In the next room we find clothes and clothing of all kinds, including hats and colored jackets. In the near room, on the other hand, we are witnesses to a real store of lamps, chandeliers and broken ornaments. All these small glass objects are placed on some wooden shelves on the sides of the walls.
We reverse to explore the other building that we left behind, where statues from the bust or neck up were completely destroyed. Unfortunately, after this villa ended up in the newspapers of the whole area after the discovery of a young couple who had run away from home taking refuge here, many guys managed to reach this place and then vandalize it. The room contains not only statues, but also books, documents written in different languages including Arabic, other pots, antique furniture, tunics and clothes talari, frames and photos of the Madonna and Jesus and even three pairs of skis. In the next room there are remnants of boxes for dogs and a kitchen baste with stoves and tables. Leaving the structure we come across two dog beds, adjacent to the entrance stairs.
Now finally has come the turn to visit the villa. We are dazzled at the entrance to the sight of another piano with a coffee mocha on it. In the middle of the room an armchair with a statue of a severed head next to it, replaced by a beautiful bouquet of fake flowers. In the other rooms and in the second floor we witness various testimonies left by a past life of some homeless people. Shoes and slippers along the stairs, mattresses in a room on the second floor, pots, cutlery and other utensils in the kitchen, a slide and a drying rack for the iron. All in my opinion in good condition. If I were a homeless I would definitely choose to live inside this villa, as comparing it with other places we have visited, it is cleaner and in an area well protected from prying eyes.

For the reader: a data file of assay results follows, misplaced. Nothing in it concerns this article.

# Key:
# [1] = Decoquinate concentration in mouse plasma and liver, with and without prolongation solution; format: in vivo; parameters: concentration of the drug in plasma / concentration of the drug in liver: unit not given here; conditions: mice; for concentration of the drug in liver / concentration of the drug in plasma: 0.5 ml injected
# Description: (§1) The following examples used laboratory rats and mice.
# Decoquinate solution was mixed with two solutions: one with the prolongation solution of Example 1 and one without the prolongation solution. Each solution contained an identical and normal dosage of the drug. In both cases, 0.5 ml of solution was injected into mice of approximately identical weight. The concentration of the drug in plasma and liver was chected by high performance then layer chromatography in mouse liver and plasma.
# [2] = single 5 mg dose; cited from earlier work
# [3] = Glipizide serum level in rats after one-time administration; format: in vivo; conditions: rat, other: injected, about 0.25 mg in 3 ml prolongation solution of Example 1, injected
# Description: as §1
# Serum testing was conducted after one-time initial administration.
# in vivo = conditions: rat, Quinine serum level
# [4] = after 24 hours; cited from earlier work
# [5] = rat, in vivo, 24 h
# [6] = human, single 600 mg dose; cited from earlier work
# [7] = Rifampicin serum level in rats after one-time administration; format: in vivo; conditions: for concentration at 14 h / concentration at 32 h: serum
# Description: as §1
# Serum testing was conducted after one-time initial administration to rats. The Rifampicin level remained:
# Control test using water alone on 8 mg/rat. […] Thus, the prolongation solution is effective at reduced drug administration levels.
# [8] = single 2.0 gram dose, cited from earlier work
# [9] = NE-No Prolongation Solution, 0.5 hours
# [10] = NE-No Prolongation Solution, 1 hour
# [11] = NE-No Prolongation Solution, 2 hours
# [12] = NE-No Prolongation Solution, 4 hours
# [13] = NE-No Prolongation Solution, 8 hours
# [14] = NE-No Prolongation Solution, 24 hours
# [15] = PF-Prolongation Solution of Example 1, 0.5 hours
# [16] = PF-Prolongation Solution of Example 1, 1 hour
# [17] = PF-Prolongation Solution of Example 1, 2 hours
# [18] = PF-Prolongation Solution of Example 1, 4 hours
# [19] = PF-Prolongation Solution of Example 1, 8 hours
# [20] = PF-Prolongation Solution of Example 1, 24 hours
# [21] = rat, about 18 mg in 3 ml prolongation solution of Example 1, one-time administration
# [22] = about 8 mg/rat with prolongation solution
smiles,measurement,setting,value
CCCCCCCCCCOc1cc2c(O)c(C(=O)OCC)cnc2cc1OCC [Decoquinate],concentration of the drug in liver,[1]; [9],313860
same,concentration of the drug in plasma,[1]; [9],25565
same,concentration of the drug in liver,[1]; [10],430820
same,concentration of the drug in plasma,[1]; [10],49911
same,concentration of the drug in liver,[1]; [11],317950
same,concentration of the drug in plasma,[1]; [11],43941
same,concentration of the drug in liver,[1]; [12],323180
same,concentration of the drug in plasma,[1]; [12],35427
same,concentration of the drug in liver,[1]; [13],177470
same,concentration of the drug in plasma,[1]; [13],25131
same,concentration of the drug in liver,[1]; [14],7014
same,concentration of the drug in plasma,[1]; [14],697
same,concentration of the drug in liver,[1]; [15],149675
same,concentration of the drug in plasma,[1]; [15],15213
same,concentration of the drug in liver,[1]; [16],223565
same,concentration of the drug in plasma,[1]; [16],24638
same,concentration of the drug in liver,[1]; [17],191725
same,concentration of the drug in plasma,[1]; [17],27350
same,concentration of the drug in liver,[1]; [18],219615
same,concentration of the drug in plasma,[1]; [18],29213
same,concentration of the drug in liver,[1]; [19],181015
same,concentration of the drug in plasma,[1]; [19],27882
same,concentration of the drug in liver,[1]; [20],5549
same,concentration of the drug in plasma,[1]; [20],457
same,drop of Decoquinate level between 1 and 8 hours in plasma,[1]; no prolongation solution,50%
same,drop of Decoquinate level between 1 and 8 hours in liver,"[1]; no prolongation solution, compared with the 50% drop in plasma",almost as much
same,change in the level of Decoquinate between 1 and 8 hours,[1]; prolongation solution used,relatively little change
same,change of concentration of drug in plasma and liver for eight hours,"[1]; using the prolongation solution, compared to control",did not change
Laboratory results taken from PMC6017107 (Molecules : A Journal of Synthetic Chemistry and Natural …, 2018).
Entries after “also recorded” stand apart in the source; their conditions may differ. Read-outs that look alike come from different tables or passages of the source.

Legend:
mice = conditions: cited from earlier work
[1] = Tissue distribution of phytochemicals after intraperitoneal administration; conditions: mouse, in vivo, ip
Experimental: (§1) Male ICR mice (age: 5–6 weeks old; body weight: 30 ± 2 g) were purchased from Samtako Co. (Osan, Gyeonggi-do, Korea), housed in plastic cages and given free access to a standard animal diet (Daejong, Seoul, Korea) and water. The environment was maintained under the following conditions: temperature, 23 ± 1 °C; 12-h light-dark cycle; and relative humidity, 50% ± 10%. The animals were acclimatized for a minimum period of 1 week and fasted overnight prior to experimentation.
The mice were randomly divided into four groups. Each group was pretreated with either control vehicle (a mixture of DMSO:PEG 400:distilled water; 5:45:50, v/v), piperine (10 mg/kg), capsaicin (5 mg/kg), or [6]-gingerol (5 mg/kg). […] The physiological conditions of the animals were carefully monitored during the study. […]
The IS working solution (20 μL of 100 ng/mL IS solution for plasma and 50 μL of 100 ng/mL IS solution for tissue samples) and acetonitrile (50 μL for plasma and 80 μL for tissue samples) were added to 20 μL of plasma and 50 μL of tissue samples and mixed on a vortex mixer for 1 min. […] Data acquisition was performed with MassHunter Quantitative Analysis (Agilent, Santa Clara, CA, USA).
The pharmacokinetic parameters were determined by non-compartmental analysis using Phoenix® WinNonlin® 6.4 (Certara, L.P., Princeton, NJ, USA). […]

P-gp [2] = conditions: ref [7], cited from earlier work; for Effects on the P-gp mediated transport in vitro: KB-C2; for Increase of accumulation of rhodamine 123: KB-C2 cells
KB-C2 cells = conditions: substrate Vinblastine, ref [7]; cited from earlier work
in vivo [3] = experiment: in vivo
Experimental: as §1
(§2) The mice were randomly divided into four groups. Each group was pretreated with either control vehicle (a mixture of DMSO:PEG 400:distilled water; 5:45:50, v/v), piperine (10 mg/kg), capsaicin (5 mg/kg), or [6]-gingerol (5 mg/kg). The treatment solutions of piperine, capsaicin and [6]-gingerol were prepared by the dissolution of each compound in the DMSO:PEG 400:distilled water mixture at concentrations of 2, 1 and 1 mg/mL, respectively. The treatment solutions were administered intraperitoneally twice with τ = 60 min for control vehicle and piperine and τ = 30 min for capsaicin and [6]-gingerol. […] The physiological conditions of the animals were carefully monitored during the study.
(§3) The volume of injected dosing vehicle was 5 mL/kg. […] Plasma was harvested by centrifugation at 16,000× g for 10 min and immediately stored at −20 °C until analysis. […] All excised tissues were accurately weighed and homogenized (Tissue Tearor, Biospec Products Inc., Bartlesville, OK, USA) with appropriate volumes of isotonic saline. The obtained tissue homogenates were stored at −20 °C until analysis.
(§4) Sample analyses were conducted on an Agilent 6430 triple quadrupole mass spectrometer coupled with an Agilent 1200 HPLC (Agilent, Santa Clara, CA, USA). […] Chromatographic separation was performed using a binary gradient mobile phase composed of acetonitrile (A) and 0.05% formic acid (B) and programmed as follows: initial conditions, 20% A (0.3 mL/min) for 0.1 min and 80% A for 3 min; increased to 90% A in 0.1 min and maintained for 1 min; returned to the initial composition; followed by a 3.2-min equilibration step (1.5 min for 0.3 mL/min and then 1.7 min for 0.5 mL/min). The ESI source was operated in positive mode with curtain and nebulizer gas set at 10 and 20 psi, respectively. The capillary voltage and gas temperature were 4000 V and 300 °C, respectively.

Let’s leave this splendor to venture into the oratory. The church is completely bare, deprived even of the water of the saints and probably of other ornaments which it had “decorated” long ago. The altar is the only thing that remains to his testimony. In the part above, in a kind of tower, we encounter again in some bivouacs positioned on the floor. In the basement of the church we find a beautiful trunk (unfortunately empty, who knows what kept) and the remains of animal bones. Enough creepy and mysterious I would say. Just outside the oratory we investigate and find a plaque, hidden by moss and some tree roots. A stone that was broken and subsequently rebuilt incorporating several other pieces of stone and concrete. Partly readable, in part no, we can not understand its meaning.
The last one is missing another beautiful building, with inside a third and last piano, decorated with Christmas decorations (at Christmas it was still a month, so it is probable that they took in advance). In the rest of the room, other decorations, colored balls and discarded gift packages. A beautiful wooden staircase leads to the second floor, where here we find a bed net, but without any mattress. Small room, with wooden floor and two small windows on the sides covered by ivy that tries to make its way through the pieces of glass still intact. Quite suggestive.
We leave the property in the same way we entered, leaving behind this magnificent historic villa and all its history.